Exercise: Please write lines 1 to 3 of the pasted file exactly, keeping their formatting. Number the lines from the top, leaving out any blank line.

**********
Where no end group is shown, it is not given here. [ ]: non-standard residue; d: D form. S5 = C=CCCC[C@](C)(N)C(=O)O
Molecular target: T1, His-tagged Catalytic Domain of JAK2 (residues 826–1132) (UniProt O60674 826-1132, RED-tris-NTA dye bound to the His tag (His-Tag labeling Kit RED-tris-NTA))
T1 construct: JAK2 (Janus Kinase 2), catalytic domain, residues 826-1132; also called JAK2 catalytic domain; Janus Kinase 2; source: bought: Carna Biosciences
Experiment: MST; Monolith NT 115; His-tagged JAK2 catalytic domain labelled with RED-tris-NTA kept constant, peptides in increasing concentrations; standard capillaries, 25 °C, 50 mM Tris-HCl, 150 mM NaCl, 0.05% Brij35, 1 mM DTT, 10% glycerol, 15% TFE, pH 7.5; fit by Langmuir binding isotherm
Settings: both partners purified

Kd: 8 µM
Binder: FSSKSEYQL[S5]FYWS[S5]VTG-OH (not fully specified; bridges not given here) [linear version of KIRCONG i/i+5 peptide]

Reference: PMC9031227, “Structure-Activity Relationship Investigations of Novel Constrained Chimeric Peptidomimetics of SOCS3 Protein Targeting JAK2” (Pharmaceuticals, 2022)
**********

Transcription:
Where no end group is shown, it is not given here. [ ]: non-standard residue; d: D form. S5 = C=CCCC[C@](C)(N)C(=O)O
Molecular target: T1, His-tagged Catalytic Domain of JAK2 (residues 826–1132) (UniProt O60674 826-1132, RED-tris-NTA dye bound to the His tag (His-Tag labeling Kit RED-tris-NTA))
T1 construct: JAK2 (Janus Kinase 2), catalytic domain, residues 826-1132; also called JAK2 catalytic domain; Janus Kinase 2; source: bought: Carna Biosciences